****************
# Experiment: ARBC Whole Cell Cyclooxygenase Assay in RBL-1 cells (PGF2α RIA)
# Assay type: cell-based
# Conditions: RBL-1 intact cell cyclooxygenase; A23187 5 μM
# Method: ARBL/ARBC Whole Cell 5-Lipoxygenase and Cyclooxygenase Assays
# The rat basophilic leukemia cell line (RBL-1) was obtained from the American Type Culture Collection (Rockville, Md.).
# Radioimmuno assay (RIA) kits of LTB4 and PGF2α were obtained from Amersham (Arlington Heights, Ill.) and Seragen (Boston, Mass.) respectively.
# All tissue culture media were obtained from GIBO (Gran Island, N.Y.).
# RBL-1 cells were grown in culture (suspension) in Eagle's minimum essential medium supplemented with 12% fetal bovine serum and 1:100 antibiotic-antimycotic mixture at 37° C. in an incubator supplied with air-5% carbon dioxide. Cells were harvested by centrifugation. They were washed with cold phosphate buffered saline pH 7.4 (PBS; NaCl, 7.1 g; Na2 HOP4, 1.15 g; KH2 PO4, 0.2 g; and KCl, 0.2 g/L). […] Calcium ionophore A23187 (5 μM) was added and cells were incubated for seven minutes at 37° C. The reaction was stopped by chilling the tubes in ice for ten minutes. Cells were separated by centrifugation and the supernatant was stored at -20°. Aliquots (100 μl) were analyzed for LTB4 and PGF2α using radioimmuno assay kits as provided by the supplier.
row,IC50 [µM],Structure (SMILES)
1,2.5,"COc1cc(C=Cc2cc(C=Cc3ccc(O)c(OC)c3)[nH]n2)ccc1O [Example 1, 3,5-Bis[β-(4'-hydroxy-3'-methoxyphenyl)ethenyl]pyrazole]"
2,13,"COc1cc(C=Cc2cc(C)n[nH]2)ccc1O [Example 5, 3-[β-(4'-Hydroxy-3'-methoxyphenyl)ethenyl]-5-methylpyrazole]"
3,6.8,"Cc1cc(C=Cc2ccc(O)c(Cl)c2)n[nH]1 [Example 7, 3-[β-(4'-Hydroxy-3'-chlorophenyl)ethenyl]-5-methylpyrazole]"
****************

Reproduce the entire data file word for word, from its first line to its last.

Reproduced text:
# Experiment: ARBC Whole Cell Cyclooxygenase Assay in RBL-1 cells (PGF2α RIA)
# Assay type: cell-based
# Conditions: RBL-1 intact cell cyclooxygenase; A23187 5 μM
# Method: ARBL/ARBC Whole Cell 5-Lipoxygenase and Cyclooxygenase Assays
# The rat basophilic leukemia cell line (RBL-1) was obtained from the American Type Culture Collection (Rockville, Md.).
# Radioimmuno assay (RIA) kits of LTB4 and PGF2α were obtained from Amersham (Arlington Heights, Ill.) and Seragen (Boston, Mass.) respectively.
# All tissue culture media were obtained from GIBO (Gran Island, N.Y.).
# RBL-1 cells were grown in culture (suspension) in Eagle's minimum essential medium supplemented with 12% fetal bovine serum and 1:100 antibiotic-antimycotic mixture at 37° C. in an incubator supplied with air-5% carbon dioxide. Cells were harvested by centrifugation. They were washed with cold phosphate buffered saline pH 7.4 (PBS; NaCl, 7.1 g; Na2 HOP4, 1.15 g; KH2 PO4, 0.2 g; and KCl, 0.2 g/L). […] Calcium ionophore A23187 (5 μM) was added and cells were incubated for seven minutes at 37° C. The reaction was stopped by chilling the tubes in ice for ten minutes. Cells were separated by centrifugation and the supernatant was stored at -20°. Aliquots (100 μl) were analyzed for LTB4 and PGF2α using radioimmuno assay kits as provided by the supplier.
row,IC50 [µM],Structure (SMILES)
1,2.5,"COc1cc(C=Cc2cc(C=Cc3ccc(O)c(OC)c3)[nH]n2)ccc1O [Example 1, 3,5-Bis[β-(4'-hydroxy-3'-methoxyphenyl)ethenyl]pyrazole]"
2,13,"COc1cc(C=Cc2cc(C)n[nH]2)ccc1O [Example 5, 3-[β-(4'-Hydroxy-3'-methoxyphenyl)ethenyl]-5-methylpyrazole]"
3,6.8,"Cc1cc(C=Cc2ccc(O)c(Cl)c2)n[nH]1 [Example 7, 3-[β-(4'-Hydroxy-3'-chlorophenyl)ethenyl]-5-methylpyrazole]"